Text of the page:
"The Internet affords anonymity to its users —a boon to privacy and freedom of speech. But that very anonymity is also behind the explosion of cybercrime that has 1 across the Web.
Can privacy be preserved 2 bringing a semblance of safety and security to a world that seems increasingly 3 ?
Last month, Howard Schmidt, the nation’s cyberczar, offered the Obama government a 4 to make the Web a safer place —a “voluntary identify” system that would be the high-tech 5 of a physical key, fingerprint and a photo ID card, all rolled 6 one. The system might use a smart identity card, or a digital credential 7 to a specific computer, and would authenticate users at a range of online services.
The idea is to 8 a federation of private online identify systems. Users could 9 which system to join, and only registered users whose identities have been authenticated could navigate those systems. The approach contrasts with one that would require an Internet driver’s license 10 by the government.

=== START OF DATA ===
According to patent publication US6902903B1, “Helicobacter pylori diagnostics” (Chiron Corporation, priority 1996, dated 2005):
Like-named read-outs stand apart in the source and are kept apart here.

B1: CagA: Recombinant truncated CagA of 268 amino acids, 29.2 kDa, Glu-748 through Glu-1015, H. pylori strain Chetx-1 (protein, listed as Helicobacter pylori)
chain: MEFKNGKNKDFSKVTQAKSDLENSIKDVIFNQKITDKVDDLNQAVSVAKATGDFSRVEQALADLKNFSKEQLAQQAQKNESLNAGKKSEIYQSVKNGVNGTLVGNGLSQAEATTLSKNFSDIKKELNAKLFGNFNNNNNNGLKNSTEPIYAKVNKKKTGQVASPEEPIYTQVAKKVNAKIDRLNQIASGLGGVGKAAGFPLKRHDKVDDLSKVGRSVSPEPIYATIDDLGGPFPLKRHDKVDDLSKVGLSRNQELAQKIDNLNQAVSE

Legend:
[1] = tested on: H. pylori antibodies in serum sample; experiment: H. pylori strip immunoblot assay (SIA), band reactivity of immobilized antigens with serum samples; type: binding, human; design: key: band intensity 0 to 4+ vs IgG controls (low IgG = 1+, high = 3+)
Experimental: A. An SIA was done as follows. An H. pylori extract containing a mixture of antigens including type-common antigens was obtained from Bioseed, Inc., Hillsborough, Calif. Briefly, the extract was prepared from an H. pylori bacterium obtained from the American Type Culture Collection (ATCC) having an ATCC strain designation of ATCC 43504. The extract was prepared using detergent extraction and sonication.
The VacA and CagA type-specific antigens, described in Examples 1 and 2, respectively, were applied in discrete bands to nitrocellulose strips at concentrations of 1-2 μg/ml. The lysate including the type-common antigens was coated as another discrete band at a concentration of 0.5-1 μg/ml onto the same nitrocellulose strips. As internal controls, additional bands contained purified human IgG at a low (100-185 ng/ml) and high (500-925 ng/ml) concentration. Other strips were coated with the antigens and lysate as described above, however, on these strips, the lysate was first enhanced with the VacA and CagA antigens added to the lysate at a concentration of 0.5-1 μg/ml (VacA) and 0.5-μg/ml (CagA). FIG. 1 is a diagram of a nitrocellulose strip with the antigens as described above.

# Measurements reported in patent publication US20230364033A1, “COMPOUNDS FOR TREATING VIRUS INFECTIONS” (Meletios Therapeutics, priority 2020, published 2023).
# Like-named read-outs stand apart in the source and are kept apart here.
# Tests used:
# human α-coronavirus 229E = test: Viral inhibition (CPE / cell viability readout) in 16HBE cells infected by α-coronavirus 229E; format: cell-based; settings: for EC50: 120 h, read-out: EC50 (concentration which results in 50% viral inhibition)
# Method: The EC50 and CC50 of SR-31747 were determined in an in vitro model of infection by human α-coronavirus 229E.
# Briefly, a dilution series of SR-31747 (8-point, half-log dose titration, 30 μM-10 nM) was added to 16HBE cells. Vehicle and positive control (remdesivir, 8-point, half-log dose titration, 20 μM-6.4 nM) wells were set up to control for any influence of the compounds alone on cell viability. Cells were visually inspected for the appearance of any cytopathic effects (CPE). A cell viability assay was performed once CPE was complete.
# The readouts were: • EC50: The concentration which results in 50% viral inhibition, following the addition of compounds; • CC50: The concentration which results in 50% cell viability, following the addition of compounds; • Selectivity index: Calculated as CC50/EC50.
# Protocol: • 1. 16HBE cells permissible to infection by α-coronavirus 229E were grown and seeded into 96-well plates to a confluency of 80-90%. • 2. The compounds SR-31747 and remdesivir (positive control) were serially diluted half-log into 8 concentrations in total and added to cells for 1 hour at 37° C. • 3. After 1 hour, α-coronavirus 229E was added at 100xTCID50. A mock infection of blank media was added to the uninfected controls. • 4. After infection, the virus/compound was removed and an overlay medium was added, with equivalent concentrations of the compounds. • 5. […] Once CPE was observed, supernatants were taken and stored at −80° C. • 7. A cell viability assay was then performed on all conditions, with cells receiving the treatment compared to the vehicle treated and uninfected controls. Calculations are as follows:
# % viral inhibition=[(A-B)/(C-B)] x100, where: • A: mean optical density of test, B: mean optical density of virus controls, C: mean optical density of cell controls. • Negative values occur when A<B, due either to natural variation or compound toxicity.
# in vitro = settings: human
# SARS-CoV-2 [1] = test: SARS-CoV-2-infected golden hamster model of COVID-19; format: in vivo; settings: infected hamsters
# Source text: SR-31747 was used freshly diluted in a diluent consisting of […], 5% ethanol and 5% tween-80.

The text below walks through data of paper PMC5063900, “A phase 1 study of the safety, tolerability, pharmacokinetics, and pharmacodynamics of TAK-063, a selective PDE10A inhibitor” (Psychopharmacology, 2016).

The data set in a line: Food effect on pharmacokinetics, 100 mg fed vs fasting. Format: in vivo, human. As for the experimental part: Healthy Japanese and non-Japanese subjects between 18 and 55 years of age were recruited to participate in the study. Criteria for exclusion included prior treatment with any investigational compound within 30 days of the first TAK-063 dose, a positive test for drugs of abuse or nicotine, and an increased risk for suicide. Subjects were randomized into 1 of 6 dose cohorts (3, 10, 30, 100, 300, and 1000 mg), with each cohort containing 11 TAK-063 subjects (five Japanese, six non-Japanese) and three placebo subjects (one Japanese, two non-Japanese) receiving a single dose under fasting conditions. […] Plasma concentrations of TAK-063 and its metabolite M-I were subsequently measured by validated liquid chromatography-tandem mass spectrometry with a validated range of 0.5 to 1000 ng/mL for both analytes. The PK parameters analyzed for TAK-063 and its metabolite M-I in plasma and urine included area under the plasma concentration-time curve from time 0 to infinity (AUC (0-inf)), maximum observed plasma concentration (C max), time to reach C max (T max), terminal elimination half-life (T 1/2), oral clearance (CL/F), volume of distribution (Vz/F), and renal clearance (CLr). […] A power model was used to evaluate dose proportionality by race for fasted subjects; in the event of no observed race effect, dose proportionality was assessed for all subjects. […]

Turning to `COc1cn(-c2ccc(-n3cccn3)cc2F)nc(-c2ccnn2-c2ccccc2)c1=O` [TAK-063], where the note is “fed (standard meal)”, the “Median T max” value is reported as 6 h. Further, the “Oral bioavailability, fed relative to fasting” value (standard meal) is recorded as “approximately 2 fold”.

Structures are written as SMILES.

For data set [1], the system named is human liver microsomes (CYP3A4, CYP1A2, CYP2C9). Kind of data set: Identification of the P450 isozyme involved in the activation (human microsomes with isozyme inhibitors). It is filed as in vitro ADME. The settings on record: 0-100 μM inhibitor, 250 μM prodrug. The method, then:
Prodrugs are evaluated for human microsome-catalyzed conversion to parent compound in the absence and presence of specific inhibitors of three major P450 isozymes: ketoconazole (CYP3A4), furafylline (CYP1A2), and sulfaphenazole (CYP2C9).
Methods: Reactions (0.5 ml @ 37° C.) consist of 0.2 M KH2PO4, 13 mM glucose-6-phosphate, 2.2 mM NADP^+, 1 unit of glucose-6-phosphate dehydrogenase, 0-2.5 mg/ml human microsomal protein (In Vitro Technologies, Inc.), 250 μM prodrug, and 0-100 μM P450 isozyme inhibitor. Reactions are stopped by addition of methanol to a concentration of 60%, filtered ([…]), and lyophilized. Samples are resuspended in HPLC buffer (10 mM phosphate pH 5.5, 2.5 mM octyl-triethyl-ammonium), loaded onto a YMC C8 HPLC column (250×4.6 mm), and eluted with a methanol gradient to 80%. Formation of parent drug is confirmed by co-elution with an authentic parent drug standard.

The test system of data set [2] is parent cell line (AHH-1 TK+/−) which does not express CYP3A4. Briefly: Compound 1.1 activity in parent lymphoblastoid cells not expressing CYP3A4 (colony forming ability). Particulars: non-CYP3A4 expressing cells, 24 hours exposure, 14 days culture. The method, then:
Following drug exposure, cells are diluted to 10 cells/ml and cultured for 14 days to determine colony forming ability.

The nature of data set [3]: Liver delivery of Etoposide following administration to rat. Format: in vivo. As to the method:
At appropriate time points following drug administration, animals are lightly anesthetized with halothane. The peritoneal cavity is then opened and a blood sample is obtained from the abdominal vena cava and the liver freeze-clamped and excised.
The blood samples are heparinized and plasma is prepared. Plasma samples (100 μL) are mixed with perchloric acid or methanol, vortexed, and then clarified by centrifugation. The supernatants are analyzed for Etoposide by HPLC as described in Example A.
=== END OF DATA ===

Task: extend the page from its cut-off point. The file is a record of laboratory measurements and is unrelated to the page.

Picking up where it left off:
Google and Microsoft are among companies that already have sign-on” systems that make it possible for users to 11 just once but use many different services.
12 , the approach would create a “walled garden” in safe “neighborhoods” and bright “streetlights” to establish a sense of community.
Mr. Schmidt described it as a “voluntary ecosystem” in which individuals and organizations can complete online transactions with 14 ,trusting the identities of the infrastructure that the transaction runs 15 .'"
Still, the administration’s plan has 16 privacy rights activists. Some applaud the approach; others are concerned. It seems clear that such an initiative push toward what would 17 be a license” mentality.
The plan has also been greeted with 18 by some experts, who worry that the “voluntary ecosystem” would still leave much of the Internet 19 .They argue that should be 20 to register and identify themselves, in drivers must be licensed to drive on public roads.
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